Rarely does the genteel card game of bridge merit both a news story on the front page of the arts section and an editorial in The New York Times, but that’s what happened recently during a raging controversy over free expression.

Here are the bones of it. A seven-member team of American women, winners of the Venice Cup, displayed a sign reading, “We did not vote for Bush” at an awards presentation concluding the recent world bridge championships in Shanghai. Did they act inappropriately? Many Americans will argue that people representing their country shouldn’t use the occasion to blast its leader. On the other hand, foreign players were hammering Americans about the war in Iraq and torture, and they may have felt compelled to respond.

Some players sent e-mails accusing the Shanghai Seven of treason and sedition, which according to the Department of Justice “carries a range of penalties from a mandatory minimum sentence of five years in jail to a maximum sentence of the death penalty.”

Three of the seven players apologized for the sign. The United States Bridge Federation, which selects players for international competition, proposed penalizing the other four with a one-year suspension from play followed by a one-year probation and 200 hours of community service unless they too expressed regrets and disclosed whose idea the sign was. The USBF commissioned a panel that was supposed to conduct a hearing over the matter on Nov. 29 at the Fall Nationals, an American Contract Bridge League tournament, in San Francisco.

“This isn’t a free-speech issue,” USBF president Jan Martel told The New York Times, adding that the display could cost the federation its corporate sponsors. “There isn’t any question that private organizations can control the speech of people who represent them.”

Player, teacher and columnist Danny Kleiman disagreed. “If the USBF wants to impose conditions of membership that involve curtailment of free speech, then it cannot claim to represent our country in international competition,” he e-mailed The New York Times. The editorial agreed, and the French team also supported the American players.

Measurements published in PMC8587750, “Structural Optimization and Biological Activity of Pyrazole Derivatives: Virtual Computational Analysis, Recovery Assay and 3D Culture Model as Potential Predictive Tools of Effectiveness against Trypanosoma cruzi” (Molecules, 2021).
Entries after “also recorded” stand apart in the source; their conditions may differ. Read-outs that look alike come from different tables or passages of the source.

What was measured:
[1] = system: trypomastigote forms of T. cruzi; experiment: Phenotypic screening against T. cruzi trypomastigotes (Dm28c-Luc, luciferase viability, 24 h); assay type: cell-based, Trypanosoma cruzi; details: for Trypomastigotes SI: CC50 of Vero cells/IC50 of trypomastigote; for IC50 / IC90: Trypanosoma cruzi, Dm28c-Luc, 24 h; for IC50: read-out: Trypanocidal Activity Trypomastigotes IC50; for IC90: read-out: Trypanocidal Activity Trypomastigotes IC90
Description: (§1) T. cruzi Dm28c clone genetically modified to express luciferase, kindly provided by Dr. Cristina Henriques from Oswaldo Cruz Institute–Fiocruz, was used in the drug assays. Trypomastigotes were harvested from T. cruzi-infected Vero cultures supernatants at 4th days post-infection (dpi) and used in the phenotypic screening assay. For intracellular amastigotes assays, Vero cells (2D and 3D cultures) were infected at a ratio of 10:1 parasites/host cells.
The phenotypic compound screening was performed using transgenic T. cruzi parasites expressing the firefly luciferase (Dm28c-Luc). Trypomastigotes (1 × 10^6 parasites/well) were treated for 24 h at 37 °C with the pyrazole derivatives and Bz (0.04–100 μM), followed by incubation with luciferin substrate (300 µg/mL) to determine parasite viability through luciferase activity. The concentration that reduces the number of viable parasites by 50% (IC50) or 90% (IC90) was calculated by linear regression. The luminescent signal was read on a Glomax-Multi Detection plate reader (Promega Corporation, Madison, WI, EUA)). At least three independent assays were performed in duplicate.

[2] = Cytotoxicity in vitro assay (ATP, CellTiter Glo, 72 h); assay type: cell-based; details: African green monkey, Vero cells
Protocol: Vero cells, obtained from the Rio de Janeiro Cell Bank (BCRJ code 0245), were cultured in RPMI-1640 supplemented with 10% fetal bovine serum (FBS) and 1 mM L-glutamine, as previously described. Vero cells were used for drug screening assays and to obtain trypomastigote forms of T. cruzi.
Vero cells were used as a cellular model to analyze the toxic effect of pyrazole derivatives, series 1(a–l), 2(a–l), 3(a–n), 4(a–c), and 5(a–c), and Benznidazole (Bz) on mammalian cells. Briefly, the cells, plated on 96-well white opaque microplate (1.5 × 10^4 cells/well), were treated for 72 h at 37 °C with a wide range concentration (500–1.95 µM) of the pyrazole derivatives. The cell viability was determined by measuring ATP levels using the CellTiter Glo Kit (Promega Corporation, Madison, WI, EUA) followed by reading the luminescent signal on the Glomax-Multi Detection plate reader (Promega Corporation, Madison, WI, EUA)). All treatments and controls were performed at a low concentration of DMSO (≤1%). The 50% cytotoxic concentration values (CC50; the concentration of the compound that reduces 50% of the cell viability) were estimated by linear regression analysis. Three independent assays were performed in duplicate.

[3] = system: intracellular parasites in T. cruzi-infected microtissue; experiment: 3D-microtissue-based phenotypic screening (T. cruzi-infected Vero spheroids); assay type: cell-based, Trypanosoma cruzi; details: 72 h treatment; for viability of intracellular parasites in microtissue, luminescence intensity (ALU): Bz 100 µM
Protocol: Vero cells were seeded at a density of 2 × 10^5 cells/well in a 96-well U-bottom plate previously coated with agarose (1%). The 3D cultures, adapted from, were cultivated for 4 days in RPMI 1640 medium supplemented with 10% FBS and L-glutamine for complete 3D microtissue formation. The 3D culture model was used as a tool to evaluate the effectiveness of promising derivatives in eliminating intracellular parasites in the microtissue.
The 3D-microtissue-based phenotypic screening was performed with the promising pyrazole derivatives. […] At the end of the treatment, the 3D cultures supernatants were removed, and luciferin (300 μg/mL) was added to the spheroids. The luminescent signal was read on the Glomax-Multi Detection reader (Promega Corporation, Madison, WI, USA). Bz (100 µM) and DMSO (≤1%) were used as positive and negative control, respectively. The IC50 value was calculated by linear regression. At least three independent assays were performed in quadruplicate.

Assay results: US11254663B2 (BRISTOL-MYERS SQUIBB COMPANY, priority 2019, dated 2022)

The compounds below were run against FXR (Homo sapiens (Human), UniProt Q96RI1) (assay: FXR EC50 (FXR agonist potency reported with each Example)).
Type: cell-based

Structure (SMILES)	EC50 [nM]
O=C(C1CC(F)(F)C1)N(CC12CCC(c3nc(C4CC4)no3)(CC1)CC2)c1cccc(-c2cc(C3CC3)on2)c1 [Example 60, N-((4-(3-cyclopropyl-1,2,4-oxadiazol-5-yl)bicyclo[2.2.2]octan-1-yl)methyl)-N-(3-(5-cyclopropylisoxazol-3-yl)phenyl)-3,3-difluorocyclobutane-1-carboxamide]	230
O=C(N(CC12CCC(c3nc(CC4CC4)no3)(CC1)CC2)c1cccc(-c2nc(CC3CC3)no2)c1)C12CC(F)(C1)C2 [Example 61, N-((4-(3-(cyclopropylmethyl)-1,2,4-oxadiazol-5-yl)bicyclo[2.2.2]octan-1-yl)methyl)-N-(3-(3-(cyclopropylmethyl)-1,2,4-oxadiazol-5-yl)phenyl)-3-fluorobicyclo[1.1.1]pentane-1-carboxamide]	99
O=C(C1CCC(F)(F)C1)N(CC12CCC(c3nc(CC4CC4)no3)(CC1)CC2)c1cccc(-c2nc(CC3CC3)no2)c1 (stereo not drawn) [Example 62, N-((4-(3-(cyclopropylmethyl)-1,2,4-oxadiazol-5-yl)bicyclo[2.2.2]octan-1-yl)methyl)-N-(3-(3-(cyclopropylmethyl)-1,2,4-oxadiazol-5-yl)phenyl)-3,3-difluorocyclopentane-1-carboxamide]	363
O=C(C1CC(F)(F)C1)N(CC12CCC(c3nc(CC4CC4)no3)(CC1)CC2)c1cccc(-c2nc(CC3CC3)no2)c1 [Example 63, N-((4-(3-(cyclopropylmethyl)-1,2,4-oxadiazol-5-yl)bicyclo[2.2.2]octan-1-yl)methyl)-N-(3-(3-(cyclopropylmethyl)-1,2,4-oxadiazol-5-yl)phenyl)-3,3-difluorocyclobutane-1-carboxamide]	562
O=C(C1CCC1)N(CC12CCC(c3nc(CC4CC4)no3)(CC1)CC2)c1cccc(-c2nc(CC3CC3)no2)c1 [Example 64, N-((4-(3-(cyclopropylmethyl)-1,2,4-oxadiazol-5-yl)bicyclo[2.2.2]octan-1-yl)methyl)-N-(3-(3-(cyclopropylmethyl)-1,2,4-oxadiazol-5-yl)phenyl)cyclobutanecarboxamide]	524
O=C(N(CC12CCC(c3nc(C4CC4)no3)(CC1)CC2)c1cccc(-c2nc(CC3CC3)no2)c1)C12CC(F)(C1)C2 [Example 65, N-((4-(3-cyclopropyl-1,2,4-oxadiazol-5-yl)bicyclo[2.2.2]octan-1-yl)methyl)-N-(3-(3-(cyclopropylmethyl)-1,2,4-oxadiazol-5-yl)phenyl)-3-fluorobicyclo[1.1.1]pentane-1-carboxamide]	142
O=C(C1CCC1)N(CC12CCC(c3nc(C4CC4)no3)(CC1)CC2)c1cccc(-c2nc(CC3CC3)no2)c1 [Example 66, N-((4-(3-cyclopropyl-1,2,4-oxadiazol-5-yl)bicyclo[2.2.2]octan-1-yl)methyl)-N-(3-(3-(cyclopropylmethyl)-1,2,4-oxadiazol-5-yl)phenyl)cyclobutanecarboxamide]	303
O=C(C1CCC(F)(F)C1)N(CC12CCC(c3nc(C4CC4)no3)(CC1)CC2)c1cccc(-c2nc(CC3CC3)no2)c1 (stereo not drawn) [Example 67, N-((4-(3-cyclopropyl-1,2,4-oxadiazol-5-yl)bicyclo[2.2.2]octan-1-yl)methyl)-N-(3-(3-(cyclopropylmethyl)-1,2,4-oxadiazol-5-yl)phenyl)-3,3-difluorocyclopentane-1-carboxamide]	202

Legally, the federation may have been within its rights, since the First Amendment, with some exceptions, only protects individuals from abuse by the government. Rule IV.A.10 of the USBF’s Grievance, Appeals and Disciplinary Procedures proscribes “actions unbecoming a member of the USBF . . . including, but not limited to, improper actions at the time and site of a tournament.”

However, as five prominent players stated in a letter to the USBF board, “What precisely does this mean, even if we narrow the inquiry to personal expression? Does this rule prohibit all forms of personal expression or only written expression? Does this rule prohibit all statements wherever made or only statements made on the victorypodium?  Does it prohibit all statements — political, religious, civic and commercial — or only political statements or only political statements that are anti-American? And, perhaps most importantly, who decides what is ‘political’ and/or ‘un-American’? Is a sign that says World Peace political and un-American because it arguably and implicitly condemns the Iraq War? The fact that so many people — USBF members, other bridge players, and regular people — have such strong feelings, pro and con, as to whether the Shanghai Seven’s conduct was unbecoming underscores the fact that the current rules and regulations of the USBF are too ambiguous a standard to support the sanctions sought by the USBF Board against the Shanghai Seven.”

Why did the incident stoke such fiery passions in the first place? As one of the letter signers, Marty Fleisher says, “It wasn’t as if they held up a sign reading, George W. Bush is a war criminal.”

The case recalled the embarrassing example of the Baseball Hall of Fame rescinding an invitation to Bull Durham stars Tim Robbins and Susan Sarandon because of their leftist political views. And while we’re discussing national pastimes, should the Red Sox have sanctioned Curt Schilling because he inappropriately campaigned for President Bush’s re-election in the clubhouse while his teammates celebrated Boston’s first World Championship in 86 years? But back to bridge. A simple tut-tut would have sufficed for the USBF. Instead, it stood accused of unAmerican censorship.

The story has a happy ending. On its Nov. 20 Web page, the USBF announced a joint settlement with the Shanghai Seven. The federation dismissed all charges, and the Venice Cup winners agreed to accept their medals without staging political protests in the future. Isn’t it nice when sanity prevails in public life?

Jim Kaplan is the Gazette bridge columnist and author of the weekly newsletter Bridge in the 21st Century.